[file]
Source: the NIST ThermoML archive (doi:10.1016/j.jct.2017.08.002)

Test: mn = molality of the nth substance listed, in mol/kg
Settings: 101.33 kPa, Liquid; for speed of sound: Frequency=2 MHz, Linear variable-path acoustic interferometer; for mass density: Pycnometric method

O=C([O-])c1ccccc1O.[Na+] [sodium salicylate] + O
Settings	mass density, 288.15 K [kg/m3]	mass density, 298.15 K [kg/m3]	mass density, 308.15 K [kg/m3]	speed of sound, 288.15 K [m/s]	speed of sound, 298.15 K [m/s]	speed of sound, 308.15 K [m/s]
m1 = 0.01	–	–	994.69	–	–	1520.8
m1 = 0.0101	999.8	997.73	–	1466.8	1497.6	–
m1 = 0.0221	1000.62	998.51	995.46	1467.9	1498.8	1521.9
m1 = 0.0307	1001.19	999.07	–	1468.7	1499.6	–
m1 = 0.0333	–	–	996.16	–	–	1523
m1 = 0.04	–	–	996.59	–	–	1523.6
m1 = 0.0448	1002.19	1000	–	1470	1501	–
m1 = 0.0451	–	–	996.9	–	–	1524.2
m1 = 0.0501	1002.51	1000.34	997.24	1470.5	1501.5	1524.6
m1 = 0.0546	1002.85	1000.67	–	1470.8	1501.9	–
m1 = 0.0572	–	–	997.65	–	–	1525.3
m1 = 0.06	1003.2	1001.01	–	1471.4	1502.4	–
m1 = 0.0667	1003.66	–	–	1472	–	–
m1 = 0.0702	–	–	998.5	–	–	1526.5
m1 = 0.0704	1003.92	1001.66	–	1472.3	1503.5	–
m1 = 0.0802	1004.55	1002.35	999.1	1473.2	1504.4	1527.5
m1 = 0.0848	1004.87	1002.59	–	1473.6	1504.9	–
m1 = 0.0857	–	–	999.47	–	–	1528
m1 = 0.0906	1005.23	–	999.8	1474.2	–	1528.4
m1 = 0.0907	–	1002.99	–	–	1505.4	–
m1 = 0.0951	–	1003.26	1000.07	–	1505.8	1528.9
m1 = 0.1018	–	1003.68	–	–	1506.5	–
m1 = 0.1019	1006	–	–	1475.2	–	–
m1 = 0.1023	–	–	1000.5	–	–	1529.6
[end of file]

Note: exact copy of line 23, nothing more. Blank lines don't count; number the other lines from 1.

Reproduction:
m1 = 0.0857	–	–	999.47	–	–	1528